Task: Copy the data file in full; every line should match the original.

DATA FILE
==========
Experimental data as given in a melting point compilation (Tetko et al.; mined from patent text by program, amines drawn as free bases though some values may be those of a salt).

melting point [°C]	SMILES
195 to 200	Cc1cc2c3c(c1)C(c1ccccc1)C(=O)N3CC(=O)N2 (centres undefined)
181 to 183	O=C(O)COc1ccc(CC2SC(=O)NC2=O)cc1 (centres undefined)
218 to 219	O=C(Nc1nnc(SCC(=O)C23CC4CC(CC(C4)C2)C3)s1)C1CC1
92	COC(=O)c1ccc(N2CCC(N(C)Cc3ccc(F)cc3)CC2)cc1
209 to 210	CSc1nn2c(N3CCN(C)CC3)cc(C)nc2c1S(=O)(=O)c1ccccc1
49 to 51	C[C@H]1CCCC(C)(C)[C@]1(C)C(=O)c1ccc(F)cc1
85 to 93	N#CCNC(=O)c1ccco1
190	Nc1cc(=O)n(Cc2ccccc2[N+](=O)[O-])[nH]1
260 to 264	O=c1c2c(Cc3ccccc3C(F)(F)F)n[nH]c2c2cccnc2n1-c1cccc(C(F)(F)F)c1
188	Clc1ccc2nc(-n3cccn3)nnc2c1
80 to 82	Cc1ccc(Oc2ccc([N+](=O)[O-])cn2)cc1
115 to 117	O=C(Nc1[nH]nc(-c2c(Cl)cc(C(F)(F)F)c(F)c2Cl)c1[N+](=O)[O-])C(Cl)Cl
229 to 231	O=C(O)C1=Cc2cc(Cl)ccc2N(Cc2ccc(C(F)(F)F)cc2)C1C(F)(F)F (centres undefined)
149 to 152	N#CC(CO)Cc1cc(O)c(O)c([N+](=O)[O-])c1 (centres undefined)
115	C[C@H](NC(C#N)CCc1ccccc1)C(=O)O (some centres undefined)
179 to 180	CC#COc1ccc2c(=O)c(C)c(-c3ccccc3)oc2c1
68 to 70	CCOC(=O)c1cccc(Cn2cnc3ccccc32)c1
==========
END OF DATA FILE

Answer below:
Experimental data as given in a melting point compilation (Tetko et al.; mined from patent text by program, amines drawn as free bases though some values may be those of a salt).

melting point [°C]	SMILES
195 to 200	Cc1cc2c3c(c1)C(c1ccccc1)C(=O)N3CC(=O)N2 (centres undefined)
181 to 183	O=C(O)COc1ccc(CC2SC(=O)NC2=O)cc1 (centres undefined)
218 to 219	O=C(Nc1nnc(SCC(=O)C23CC4CC(CC(C4)C2)C3)s1)C1CC1
92	COC(=O)c1ccc(N2CCC(N(C)Cc3ccc(F)cc3)CC2)cc1
209 to 210	CSc1nn2c(N3CCN(C)CC3)cc(C)nc2c1S(=O)(=O)c1ccccc1
49 to 51	C[C@H]1CCCC(C)(C)[C@]1(C)C(=O)c1ccc(F)cc1
85 to 93	N#CCNC(=O)c1ccco1
190	Nc1cc(=O)n(Cc2ccccc2[N+](=O)[O-])[nH]1
260 to 264	O=c1c2c(Cc3ccccc3C(F)(F)F)n[nH]c2c2cccnc2n1-c1cccc(C(F)(F)F)c1
188	Clc1ccc2nc(-n3cccn3)nnc2c1
80 to 82	Cc1ccc(Oc2ccc([N+](=O)[O-])cn2)cc1
115 to 117	O=C(Nc1[nH]nc(-c2c(Cl)cc(C(F)(F)F)c(F)c2Cl)c1[N+](=O)[O-])C(Cl)Cl
229 to 231	O=C(O)C1=Cc2cc(Cl)ccc2N(Cc2ccc(C(F)(F)F)cc2)C1C(F)(F)F (centres undefined)
149 to 152	N#CC(CO)Cc1cc(O)c(O)c([N+](=O)[O-])c1 (centres undefined)
115	C[C@H](NC(C#N)CCc1ccccc1)C(=O)O (some centres undefined)
179 to 180	CC#COc1ccc2c(=O)c(C)c(-c3ccccc3)oc2c1
68 to 70	CCOC(=O)c1cccc(Cn2cnc3ccccc32)c1